There is no trail on the ridge above Hanaupah Canyon but it’s pretty easy to remain in the center of the main ridge all the way to Mahogany Flat Campground. However, the return trip can be a bit complicated as many of the ridges look similar and some may lead you off course to cliff dead ends. If you’re low on water this could quickly become life threatening. I show the Hanaupah Canyon ridge in the video and slide show on this page. Make this trip in the Spring or Fall as you don’t want the temperature to be an oven at the valley floor or blocked by snow and ice near Telescope Peak summit.
Enough said about the Hanaupah Canyon Ridge Adventure. Back on the Wildrose Peak Trail, once you reach the upper spine of the Panamint Mountain Range, the trail takes a sharp left and levels off a bit as it traverses the upper ridge continuing toward Wildrose Peak.
As the trail begins to gently ascend and circle around toward Wildrose Peak you’ll pass a large number of beautiful camping spots. Of course, there are no services, but there and many level spaces amongst the juniper and pine trees with views up into the night sky. Pick your spot, lay down a sleeping bag and enjoy! Definitely no fires of any kind allowed…everything in the area is so dry that the smallest spark could quickly burn the entire beautiful forest in minutes. There was not a single camper present in this entire area on this day. It was the first Saturday in September. I believe a better time of year to spend the night would be August, since the night temperatures in September at this altitude can drop down to around 40 degrees, and in July the day temperatures can rise to the 90s.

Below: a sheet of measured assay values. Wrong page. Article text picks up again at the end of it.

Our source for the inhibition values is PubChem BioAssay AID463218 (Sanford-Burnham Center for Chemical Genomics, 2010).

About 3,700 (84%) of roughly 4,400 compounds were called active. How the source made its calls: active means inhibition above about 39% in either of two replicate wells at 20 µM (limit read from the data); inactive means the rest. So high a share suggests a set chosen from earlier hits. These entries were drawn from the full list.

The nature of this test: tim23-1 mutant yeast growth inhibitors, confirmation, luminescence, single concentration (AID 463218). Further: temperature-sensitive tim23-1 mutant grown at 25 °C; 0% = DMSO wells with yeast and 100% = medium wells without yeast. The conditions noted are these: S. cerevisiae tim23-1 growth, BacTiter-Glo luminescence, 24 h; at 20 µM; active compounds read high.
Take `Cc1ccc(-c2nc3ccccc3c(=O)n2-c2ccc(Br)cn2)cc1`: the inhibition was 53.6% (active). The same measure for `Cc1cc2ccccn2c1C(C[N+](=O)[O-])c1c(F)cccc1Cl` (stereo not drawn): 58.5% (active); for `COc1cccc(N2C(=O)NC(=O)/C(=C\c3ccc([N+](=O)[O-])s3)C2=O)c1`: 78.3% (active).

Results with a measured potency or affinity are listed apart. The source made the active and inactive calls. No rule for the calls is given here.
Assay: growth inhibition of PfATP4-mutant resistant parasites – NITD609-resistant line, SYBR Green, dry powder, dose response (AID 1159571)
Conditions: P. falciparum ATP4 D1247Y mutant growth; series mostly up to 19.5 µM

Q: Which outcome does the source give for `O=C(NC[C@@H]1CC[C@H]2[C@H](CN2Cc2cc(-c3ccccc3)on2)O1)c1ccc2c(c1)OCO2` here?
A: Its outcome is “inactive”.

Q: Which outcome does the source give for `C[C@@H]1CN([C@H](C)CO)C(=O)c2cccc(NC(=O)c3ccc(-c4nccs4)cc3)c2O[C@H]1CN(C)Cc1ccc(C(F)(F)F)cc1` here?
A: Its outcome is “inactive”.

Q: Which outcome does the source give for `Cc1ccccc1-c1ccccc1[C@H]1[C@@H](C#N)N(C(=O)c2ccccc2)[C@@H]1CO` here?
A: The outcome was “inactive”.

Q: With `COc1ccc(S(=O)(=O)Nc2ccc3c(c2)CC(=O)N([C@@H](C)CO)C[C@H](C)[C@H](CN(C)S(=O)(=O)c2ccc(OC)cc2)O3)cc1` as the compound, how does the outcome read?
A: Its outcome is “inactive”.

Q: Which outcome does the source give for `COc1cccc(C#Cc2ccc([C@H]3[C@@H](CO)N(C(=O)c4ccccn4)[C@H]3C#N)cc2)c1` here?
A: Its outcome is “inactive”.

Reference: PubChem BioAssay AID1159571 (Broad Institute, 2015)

As you approach the 800ft or so final ascent the trail briefly dips to form a saddle before sharply ascending to Wildrose Peak summit via a series of switchbacks. As you ascend more incredible views open up mostly to the East including the expanse of Death Valley and to the South including Rogers Peak. There are many photo ops along the way with fallen weathered pine wood trees in the foreground and the Death Valley in the background. Looking closely you can pick out the Mesquite grove to the South of the Furnace Creek area. Then look a bit North of the grove to see Furnace Creek Ranch and Inn. To the South of the Mesquite grove you can see Golden Canyon and Zabriskie Point. South of that, Devil’s Gold Course, Badwater and Dante’s View. Again, a telescope of a good pair of binoculars would help, but these points can be seen with the naked eye as long as you know what you’re looking at.
The summit of Wildrose Peak is actually a “saddle summit” similar but smaller than Telescope Peak summit. More specifically, there are actually three summits: South Summit, true Mid-Summit and North Summit. Each has unique views, so take time to view them all. You did, after all, invest in the energy to reach the summit area and the three summits are pretty close to one another. The North summit of Wildrose Peak looks down to the Aguereberry Point area. On this summit area there are cool veins of white marble and the plant life looks like a garden arrangement. The South summit has the best views of Rogers Peak, Bennett Peak, Telescope Peak and the Southeastern expanse of Death Valley. The mid-summit or “true summit” has the summit box and survey market. In addition, the views East and West are at their best.
The Wildrose Peak adventure is definitely a “must do” if you’re in the Death Valley area or even making a day trip from Las Vegas!